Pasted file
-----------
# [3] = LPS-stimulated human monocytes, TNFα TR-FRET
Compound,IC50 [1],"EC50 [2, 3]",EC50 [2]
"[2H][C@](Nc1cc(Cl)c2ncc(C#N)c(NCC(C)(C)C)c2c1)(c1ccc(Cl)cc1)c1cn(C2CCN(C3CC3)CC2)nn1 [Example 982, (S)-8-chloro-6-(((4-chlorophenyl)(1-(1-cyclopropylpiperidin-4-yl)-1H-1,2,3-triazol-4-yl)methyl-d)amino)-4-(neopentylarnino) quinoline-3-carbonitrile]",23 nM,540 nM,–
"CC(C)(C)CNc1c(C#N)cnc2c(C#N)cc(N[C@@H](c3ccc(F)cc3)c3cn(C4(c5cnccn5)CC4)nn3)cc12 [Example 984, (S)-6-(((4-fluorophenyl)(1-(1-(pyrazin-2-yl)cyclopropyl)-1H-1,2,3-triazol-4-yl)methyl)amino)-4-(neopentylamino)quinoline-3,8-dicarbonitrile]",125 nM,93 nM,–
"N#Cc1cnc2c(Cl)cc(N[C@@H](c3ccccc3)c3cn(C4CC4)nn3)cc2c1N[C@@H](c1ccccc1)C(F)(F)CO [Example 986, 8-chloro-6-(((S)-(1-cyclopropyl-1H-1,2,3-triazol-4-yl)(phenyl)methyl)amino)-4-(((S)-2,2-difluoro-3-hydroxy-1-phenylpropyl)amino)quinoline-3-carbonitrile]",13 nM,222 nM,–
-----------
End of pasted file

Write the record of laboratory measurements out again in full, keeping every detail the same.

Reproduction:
# [3] = LPS-stimulated human monocytes, TNFα TR-FRET
Compound,IC50 [1],"EC50 [2, 3]",EC50 [2]
"[2H][C@](Nc1cc(Cl)c2ncc(C#N)c(NCC(C)(C)C)c2c1)(c1ccc(Cl)cc1)c1cn(C2CCN(C3CC3)CC2)nn1 [Example 982, (S)-8-chloro-6-(((4-chlorophenyl)(1-(1-cyclopropylpiperidin-4-yl)-1H-1,2,3-triazol-4-yl)methyl-d)amino)-4-(neopentylarnino) quinoline-3-carbonitrile]",23 nM,540 nM,–
"CC(C)(C)CNc1c(C#N)cnc2c(C#N)cc(N[C@@H](c3ccc(F)cc3)c3cn(C4(c5cnccn5)CC4)nn3)cc12 [Example 984, (S)-6-(((4-fluorophenyl)(1-(1-(pyrazin-2-yl)cyclopropyl)-1H-1,2,3-triazol-4-yl)methyl)amino)-4-(neopentylamino)quinoline-3,8-dicarbonitrile]",125 nM,93 nM,–
"N#Cc1cnc2c(Cl)cc(N[C@@H](c3ccccc3)c3cn(C4CC4)nn3)cc2c1N[C@@H](c1ccccc1)C(F)(F)CO [Example 986, 8-chloro-6-(((S)-(1-cyclopropyl-1H-1,2,3-triazol-4-yl)(phenyl)methyl)amino)-4-(((S)-2,2-difluoro-3-hydroxy-1-phenylpropyl)amino)quinoline-3-carbonitrile]",13 nM,222 nM,–